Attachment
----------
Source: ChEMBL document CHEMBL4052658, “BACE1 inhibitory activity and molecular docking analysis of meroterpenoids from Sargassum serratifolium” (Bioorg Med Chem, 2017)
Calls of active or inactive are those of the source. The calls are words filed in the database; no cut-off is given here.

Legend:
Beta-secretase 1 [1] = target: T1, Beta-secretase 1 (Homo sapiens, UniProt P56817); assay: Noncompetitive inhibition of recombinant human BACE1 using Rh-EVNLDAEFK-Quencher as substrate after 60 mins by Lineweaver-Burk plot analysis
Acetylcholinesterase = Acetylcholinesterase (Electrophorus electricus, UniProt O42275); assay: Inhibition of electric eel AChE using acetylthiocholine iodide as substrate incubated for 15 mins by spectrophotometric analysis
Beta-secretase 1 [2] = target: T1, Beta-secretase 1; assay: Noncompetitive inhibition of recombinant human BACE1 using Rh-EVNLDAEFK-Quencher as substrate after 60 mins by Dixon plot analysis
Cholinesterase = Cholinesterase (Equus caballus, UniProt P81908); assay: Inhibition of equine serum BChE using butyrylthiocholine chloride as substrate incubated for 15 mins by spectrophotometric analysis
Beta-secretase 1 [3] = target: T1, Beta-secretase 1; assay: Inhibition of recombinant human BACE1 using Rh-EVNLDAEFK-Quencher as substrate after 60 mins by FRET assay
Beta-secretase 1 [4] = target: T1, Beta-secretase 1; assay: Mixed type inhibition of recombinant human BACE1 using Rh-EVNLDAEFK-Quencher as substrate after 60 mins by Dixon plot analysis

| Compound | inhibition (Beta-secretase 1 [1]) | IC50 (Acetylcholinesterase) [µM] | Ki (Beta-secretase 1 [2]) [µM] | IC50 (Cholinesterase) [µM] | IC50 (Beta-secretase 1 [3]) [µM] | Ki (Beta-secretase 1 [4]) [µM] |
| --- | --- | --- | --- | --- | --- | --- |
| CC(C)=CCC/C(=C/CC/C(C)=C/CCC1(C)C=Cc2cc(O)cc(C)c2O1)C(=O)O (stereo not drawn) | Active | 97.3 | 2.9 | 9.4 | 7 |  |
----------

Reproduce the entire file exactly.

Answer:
Source: ChEMBL document CHEMBL4052658, “BACE1 inhibitory activity and molecular docking analysis of meroterpenoids from Sargassum serratifolium” (Bioorg Med Chem, 2017)
Calls of active or inactive are those of the source. The calls are words filed in the database; no cut-off is given here.

Legend:
Beta-secretase 1 [1] = target: T1, Beta-secretase 1 (Homo sapiens, UniProt P56817); assay: Noncompetitive inhibition of recombinant human BACE1 using Rh-EVNLDAEFK-Quencher as substrate after 60 mins by Lineweaver-Burk plot analysis
Acetylcholinesterase = Acetylcholinesterase (Electrophorus electricus, UniProt O42275); assay: Inhibition of electric eel AChE using acetylthiocholine iodide as substrate incubated for 15 mins by spectrophotometric analysis
Beta-secretase 1 [2] = target: T1, Beta-secretase 1; assay: Noncompetitive inhibition of recombinant human BACE1 using Rh-EVNLDAEFK-Quencher as substrate after 60 mins by Dixon plot analysis
Cholinesterase = Cholinesterase (Equus caballus, UniProt P81908); assay: Inhibition of equine serum BChE using butyrylthiocholine chloride as substrate incubated for 15 mins by spectrophotometric analysis
Beta-secretase 1 [3] = target: T1, Beta-secretase 1; assay: Inhibition of recombinant human BACE1 using Rh-EVNLDAEFK-Quencher as substrate after 60 mins by FRET assay
Beta-secretase 1 [4] = target: T1, Beta-secretase 1; assay: Mixed type inhibition of recombinant human BACE1 using Rh-EVNLDAEFK-Quencher as substrate after 60 mins by Dixon plot analysis

| Compound | inhibition (Beta-secretase 1 [1]) | IC50 (Acetylcholinesterase) [µM] | Ki (Beta-secretase 1 [2]) [µM] | IC50 (Cholinesterase) [µM] | IC50 (Beta-secretase 1 [3]) [µM] | Ki (Beta-secretase 1 [4]) [µM] |
| --- | --- | --- | --- | --- | --- | --- |
| CC(C)=CCC/C(=C/CC/C(C)=C/CCC1(C)C=Cc2cc(O)cc(C)c2O1)C(=O)O (stereo not drawn) | Active | 97.3 | 2.9 | 9.4 | 7 |  |